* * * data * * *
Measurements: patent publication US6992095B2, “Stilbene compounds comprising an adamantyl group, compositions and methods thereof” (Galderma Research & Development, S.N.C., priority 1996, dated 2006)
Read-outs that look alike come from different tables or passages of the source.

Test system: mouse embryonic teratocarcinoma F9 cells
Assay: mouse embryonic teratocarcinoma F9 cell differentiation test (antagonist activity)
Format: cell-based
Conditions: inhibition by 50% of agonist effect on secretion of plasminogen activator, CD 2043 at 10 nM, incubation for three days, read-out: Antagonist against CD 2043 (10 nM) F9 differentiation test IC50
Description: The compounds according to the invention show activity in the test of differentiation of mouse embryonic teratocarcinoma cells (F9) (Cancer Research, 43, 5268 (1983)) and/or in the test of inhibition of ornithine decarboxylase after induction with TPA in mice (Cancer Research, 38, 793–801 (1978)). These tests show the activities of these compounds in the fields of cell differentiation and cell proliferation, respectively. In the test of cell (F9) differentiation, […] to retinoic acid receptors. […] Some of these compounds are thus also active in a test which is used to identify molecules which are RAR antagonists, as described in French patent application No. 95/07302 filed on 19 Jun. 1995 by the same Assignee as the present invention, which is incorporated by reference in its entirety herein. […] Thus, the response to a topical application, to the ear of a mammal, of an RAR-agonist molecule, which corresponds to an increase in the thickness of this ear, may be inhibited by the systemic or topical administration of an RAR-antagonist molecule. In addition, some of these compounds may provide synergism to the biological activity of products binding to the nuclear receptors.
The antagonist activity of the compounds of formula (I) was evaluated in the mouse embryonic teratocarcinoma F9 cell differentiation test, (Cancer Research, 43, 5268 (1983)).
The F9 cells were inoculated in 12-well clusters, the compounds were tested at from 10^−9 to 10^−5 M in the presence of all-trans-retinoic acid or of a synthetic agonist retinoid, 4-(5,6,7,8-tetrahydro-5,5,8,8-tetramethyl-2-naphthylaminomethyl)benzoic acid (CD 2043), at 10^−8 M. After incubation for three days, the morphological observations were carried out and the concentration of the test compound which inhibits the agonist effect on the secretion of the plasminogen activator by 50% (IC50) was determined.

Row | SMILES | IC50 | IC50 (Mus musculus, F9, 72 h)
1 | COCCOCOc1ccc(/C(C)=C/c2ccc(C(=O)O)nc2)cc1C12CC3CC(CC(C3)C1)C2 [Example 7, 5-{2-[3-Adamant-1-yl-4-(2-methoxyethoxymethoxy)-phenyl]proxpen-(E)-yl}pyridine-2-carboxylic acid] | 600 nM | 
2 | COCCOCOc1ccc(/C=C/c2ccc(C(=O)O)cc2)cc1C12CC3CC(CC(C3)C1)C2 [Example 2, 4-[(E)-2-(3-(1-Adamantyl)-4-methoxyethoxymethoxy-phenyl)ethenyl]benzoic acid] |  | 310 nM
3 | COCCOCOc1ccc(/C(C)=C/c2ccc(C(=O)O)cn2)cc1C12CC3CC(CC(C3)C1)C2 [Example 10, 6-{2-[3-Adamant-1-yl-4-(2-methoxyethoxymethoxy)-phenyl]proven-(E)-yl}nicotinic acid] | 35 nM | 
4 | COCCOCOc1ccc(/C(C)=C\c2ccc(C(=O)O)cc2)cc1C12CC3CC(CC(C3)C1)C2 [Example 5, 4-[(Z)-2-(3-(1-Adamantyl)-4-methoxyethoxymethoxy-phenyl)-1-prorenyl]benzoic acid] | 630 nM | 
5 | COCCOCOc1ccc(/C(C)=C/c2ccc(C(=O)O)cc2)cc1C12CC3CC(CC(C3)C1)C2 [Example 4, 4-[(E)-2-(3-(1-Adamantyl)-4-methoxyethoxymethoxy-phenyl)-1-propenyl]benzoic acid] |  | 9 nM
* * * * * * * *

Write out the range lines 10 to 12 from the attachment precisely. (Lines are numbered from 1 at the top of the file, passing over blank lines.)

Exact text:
Row | SMILES | IC50 | IC50 (Mus musculus, F9, 72 h)
1 | COCCOCOc1ccc(/C(C)=C/c2ccc(C(=O)O)nc2)cc1C12CC3CC(CC(C3)C1)C2 [Example 7, 5-{2-[3-Adamant-1-yl-4-(2-methoxyethoxymethoxy)-phenyl]proxpen-(E)-yl}pyridine-2-carboxylic acid] | 600 nM | 
2 | COCCOCOc1ccc(/C=C/c2ccc(C(=O)O)cc2)cc1C12CC3CC(CC(C3)C1)C2 [Example 2, 4-[(E)-2-(3-(1-Adamantyl)-4-methoxyethoxymethoxy-phenyl)ethenyl]benzoic acid] |  | 310 nM